Sunday, 9 July 2017

Book Review: Magpie's Song (Ironheart Chronicles #1) by Allison Pang

Title: Magpie's Song (Ironheart Chronicles #1)
Author: Allison Pang
Publisher: Self-Published
Publication Date: 8 August 2017
Pages: 241
Format: eBook - EPUB
Genre: YA Dystopian Fantasy
Source: ARC via NetGalley

In the slums of BrightStone, Moon Children are worth less than the scrap they must collect to survive. It doesn’t matter that these abandoned half-breeds are part-Meridian with their ancestors hailing from the technologically advanced city that floats above the once-thriving, now plague-ridden BrightStone. Instead they are rejected by both their ancestral societies and forced to live on the outskirts of civilization, joining clans simply to survive. Not to mention their role as Tithe, leading the city’s infected citizens deep into the Pits where their disease can be controlled.

Nineteen-year-old Raggy Maggy is no different, despite the mysterious heart-shaped panel that covers her chest. Or at least she wasn’t… Not until her chance discovery of a Meridian-built clockwork dragon—and its murdered owner. When the Inquestors policing the city find Maggy at the scene of the crime, she quickly turns into their prime suspect. Now she’s all anyone can talk about. Even her clan leader turns his back on her, leading her to rely on an exiled doctor and a clanless Moon Child named Ghost to keep her hidden. In return, all she has to do is help them find a cure for the plague they believe was not exactly accidental. Yet doing so might mean risking more than just her life. It also might be the only key to uncovering the truth about the parents—and the past—she knows nothing about.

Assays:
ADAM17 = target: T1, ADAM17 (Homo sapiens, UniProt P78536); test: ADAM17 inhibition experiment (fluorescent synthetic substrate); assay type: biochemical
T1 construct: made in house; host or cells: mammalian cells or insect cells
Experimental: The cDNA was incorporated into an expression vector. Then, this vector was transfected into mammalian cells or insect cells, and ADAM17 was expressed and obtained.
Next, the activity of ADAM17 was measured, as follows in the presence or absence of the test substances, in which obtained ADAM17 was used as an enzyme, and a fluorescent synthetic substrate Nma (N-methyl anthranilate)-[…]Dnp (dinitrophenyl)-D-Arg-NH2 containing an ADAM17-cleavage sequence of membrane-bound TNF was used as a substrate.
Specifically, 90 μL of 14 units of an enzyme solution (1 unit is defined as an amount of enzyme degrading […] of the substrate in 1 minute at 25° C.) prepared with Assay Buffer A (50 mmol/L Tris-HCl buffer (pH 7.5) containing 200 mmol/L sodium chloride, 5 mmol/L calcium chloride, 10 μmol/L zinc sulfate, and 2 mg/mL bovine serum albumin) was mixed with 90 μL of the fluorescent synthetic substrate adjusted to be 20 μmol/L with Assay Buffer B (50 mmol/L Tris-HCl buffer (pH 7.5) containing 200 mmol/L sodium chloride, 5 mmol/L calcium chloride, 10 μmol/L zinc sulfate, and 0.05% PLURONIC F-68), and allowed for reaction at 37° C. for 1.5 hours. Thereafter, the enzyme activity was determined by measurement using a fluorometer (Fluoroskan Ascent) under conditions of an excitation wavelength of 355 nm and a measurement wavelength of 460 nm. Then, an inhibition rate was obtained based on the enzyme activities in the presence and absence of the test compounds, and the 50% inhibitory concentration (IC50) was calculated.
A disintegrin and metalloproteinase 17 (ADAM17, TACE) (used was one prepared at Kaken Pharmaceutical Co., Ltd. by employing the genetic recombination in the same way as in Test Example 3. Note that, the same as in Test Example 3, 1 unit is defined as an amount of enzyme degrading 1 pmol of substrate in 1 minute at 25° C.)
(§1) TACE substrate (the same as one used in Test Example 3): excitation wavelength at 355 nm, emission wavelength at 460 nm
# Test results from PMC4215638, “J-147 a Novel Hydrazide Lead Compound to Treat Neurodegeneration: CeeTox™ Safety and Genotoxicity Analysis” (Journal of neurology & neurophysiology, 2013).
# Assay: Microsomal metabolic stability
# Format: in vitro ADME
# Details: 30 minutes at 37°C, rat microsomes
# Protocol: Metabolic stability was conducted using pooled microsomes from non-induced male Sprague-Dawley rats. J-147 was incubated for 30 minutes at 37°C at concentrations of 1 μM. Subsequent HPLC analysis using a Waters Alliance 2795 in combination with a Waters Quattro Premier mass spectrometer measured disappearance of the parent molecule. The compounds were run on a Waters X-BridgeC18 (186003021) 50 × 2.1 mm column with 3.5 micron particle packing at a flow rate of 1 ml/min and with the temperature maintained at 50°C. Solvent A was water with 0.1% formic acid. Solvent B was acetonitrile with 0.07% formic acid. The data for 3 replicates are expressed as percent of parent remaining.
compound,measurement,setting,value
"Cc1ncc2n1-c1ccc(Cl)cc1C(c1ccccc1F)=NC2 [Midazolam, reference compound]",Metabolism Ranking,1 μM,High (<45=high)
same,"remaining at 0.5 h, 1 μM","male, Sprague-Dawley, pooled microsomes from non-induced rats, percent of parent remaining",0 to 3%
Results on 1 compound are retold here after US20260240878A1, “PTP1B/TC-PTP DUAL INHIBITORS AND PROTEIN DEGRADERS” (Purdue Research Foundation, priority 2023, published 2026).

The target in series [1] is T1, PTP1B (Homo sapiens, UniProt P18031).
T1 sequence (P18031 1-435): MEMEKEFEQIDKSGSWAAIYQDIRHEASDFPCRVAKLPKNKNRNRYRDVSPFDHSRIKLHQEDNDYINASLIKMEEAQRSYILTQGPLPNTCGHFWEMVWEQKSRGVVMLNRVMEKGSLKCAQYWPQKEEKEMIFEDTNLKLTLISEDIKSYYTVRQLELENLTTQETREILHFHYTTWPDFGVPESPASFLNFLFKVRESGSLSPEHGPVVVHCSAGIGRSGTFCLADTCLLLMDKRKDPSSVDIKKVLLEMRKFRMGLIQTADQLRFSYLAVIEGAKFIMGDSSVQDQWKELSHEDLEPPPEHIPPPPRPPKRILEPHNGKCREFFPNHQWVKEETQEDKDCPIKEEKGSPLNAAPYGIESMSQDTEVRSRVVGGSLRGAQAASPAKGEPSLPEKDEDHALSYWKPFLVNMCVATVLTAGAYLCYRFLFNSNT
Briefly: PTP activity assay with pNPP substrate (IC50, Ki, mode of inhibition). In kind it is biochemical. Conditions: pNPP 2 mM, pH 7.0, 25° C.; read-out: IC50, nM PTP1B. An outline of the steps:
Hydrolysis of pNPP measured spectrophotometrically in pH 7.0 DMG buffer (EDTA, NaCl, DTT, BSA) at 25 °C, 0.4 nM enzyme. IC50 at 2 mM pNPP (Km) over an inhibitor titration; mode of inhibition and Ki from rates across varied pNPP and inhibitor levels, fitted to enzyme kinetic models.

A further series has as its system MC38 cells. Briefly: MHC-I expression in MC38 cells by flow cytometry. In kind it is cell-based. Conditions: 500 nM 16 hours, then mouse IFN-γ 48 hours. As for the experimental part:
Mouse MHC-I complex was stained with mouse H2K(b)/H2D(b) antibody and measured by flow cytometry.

(Goodreads Synopsis)

Magpie's Song has everything you'd expect from a book of this ilk: plucky heroine, potential love interest, danger and adventure. I liked the steampunk elements built into the dystopian fantasy world and, on the whole, the description of that world came across well. I did scratch my head over a few things, but this is the first story in a series, so it may well be that Pang will answer those questions in a future book. I am awarding this four stars, though I prevaricated all last night over whether to give three or four. I loved the world building and the plot idea; however, I never really connected with Maggy as much as I would have liked, and I also had a few issues with the later subplot that seemed tacked on to the main story without purpose. That said, perhaps it will become more relevant in future books in the series, so on that basis, I've gone with four stars. I would certainly be willing to read more of this story and it will definitely appeal to fans of this genre.

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